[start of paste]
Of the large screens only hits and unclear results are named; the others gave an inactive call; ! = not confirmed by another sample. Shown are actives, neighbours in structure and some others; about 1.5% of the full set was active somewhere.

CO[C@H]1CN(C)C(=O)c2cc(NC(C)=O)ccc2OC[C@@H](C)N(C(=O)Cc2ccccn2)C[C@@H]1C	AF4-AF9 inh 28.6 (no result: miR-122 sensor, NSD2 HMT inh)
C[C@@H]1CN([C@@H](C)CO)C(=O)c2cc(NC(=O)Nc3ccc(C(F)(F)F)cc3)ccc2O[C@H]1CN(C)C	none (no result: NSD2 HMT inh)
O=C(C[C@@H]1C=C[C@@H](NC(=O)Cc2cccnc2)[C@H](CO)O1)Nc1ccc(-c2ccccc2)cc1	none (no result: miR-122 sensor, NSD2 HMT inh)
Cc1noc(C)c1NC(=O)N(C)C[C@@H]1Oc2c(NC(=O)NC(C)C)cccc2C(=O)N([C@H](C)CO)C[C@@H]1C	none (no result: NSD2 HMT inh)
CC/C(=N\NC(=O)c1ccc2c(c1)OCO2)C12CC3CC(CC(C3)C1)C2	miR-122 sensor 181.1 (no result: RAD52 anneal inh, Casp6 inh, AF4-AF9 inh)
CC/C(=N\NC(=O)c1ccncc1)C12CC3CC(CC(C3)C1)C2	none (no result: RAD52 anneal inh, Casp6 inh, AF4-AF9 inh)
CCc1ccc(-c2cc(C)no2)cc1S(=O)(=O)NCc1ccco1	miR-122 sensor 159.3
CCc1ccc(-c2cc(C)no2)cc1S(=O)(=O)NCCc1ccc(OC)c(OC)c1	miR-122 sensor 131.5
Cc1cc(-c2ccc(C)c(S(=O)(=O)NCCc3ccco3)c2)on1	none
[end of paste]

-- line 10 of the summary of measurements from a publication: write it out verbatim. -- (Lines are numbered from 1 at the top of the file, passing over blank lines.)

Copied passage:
Cc1cc(-c2ccc(C)c(S(=O)(=O)NCCc3ccco3)c2)on1	none